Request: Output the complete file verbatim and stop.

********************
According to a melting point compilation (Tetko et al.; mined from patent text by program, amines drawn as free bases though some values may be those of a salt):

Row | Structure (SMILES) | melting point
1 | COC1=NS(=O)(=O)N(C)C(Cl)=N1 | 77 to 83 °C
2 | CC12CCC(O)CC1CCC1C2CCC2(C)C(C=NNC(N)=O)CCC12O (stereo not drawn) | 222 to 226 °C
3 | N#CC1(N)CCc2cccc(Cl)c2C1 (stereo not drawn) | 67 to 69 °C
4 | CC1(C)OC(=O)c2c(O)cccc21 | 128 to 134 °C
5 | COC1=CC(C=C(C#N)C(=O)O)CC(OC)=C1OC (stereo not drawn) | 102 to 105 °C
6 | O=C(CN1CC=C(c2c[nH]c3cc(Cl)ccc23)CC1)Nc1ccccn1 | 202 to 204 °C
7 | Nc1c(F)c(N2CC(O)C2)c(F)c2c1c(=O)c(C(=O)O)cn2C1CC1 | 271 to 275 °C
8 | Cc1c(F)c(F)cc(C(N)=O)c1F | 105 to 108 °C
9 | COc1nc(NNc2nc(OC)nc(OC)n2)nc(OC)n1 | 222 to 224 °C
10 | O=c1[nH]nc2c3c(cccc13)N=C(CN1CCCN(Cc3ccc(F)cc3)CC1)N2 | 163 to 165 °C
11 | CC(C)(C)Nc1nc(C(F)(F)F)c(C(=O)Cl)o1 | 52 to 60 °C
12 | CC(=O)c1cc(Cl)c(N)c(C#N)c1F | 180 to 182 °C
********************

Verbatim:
According to a melting point compilation (Tetko et al.; mined from patent text by program, amines drawn as free bases though some values may be those of a salt):

Row | Structure (SMILES) | melting point
1 | COC1=NS(=O)(=O)N(C)C(Cl)=N1 | 77 to 83 °C
2 | CC12CCC(O)CC1CCC1C2CCC2(C)C(C=NNC(N)=O)CCC12O (stereo not drawn) | 222 to 226 °C
3 | N#CC1(N)CCc2cccc(Cl)c2C1 (stereo not drawn) | 67 to 69 °C
4 | CC1(C)OC(=O)c2c(O)cccc21 | 128 to 134 °C
5 | COC1=CC(C=C(C#N)C(=O)O)CC(OC)=C1OC (stereo not drawn) | 102 to 105 °C
6 | O=C(CN1CC=C(c2c[nH]c3cc(Cl)ccc23)CC1)Nc1ccccn1 | 202 to 204 °C
7 | Nc1c(F)c(N2CC(O)C2)c(F)c2c1c(=O)c(C(=O)O)cn2C1CC1 | 271 to 275 °C
8 | Cc1c(F)c(F)cc(C(N)=O)c1F | 105 to 108 °C
9 | COc1nc(NNc2nc(OC)nc(OC)n2)nc(OC)n1 | 222 to 224 °C
10 | O=c1[nH]nc2c3c(cccc13)N=C(CN1CCCN(Cc3ccc(F)cc3)CC1)N2 | 163 to 165 °C
11 | CC(C)(C)Nc1nc(C(F)(F)F)c(C(=O)Cl)o1 | 52 to 60 °C
12 | CC(=O)c1cc(Cl)c(N)c(C#N)c1F | 180 to 182 °C